Mike Brearley’s new book began as at talk he gave at the London School of Economics in 2012 on what it means to be “in the zone” – the mental state of intense focus and absorption in the task at hand, experienced by athletes and other performers at moments of peak performance. Afterwards, encouraged by friends, he wrote up his thoughts, and the more he wrote, the more he thought. The result is a book that roams far beyond its starting point, without getting anywhere in particular.
Brearley is a psychoanalyst, a career for which he prepared by captaining the England cricket team. Between 1977 and 1981 he led England in 31 Test matches, of which only four were lost. Brearley was a very good though not outstanding batsman. His success as captain was down to his astute tactical brain, and above all to his ability to bring the best out of an England team which included brilliant, sometimes headstrong talents such as David Gower and Ian Botham.
Brearley read classics and moral sciences at Cambridge, and pursued a career as a philosophy lecturer before giving it up for cricket (he was a late developer, in sporting terms, first selected for England at the age of 34). Silver haired, softly spoken and undemonstrative on the field, he provided an alternative to the Churchillian archetype of a leader. On retiring from cricket in 1983 he trained in psychoanalysis and became a professional therapist, while maintaining his interest in sport. In On Form, Brearley combines sport, psychology and philosophy to draw some lessons for life. This is his second book: his first, The Art of Captaincy, was published in 1985.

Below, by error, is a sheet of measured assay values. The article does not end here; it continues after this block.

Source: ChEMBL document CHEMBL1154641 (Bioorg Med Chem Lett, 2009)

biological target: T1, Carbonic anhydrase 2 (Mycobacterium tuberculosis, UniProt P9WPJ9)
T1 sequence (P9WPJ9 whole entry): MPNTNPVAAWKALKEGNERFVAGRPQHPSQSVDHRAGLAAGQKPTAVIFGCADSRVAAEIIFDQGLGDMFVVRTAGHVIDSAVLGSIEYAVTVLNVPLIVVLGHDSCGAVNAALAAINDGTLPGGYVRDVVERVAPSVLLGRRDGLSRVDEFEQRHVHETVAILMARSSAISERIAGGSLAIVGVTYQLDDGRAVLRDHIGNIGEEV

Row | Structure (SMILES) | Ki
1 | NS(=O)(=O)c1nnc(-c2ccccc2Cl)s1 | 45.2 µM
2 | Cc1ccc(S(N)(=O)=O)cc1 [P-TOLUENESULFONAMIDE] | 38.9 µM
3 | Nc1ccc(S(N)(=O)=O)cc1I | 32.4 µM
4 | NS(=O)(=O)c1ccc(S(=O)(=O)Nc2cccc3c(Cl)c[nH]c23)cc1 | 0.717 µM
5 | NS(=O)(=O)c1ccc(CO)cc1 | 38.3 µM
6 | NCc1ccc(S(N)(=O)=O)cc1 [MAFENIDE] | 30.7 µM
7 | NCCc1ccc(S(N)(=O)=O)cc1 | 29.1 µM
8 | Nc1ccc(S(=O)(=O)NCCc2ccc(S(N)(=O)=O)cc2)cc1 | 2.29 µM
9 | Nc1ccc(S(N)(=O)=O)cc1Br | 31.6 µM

A prerequisite for being on your game seems to be a freedom from deliberation. Brearley quotes Australian cricketer Greg Chappell, who wrote that a batsman at the crease should simply watch the ball and respond to what he sees: “The conscious mind can be involved with the big picture stuff such as strategy, but once the bowler approaches, one must trust the subconscious and the years of training to do the rest.”